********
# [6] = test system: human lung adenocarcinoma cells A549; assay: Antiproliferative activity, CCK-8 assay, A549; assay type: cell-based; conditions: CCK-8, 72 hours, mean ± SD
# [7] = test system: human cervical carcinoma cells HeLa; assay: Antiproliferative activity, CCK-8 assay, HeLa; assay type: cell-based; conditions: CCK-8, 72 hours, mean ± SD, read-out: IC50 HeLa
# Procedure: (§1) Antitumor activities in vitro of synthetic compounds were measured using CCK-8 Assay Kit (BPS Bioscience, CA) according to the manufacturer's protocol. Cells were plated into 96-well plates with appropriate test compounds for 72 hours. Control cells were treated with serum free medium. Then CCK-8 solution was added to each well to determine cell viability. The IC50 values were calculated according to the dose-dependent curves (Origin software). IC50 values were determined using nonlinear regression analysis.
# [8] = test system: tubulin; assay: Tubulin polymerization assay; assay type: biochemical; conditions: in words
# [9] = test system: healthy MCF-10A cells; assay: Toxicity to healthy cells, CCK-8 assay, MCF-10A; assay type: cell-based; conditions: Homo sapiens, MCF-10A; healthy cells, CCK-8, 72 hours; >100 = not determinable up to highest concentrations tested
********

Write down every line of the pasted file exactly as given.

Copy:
# [6] = test system: human lung adenocarcinoma cells A549; assay: Antiproliferative activity, CCK-8 assay, A549; assay type: cell-based; conditions: CCK-8, 72 hours, mean ± SD
# [7] = test system: human cervical carcinoma cells HeLa; assay: Antiproliferative activity, CCK-8 assay, HeLa; assay type: cell-based; conditions: CCK-8, 72 hours, mean ± SD, read-out: IC50 HeLa
# Procedure: (§1) Antitumor activities in vitro of synthetic compounds were measured using CCK-8 Assay Kit (BPS Bioscience, CA) according to the manufacturer's protocol. Cells were plated into 96-well plates with appropriate test compounds for 72 hours. Control cells were treated with serum free medium. Then CCK-8 solution was added to each well to determine cell viability. The IC50 values were calculated according to the dose-dependent curves (Origin software). IC50 values were determined using nonlinear regression analysis.
# [8] = test system: tubulin; assay: Tubulin polymerization assay; assay type: biochemical; conditions: in words
# [9] = test system: healthy MCF-10A cells; assay: Toxicity to healthy cells, CCK-8 assay, MCF-10A; assay type: cell-based; conditions: Homo sapiens, MCF-10A; healthy cells, CCK-8, 72 hours; >100 = not determinable up to highest concentrations tested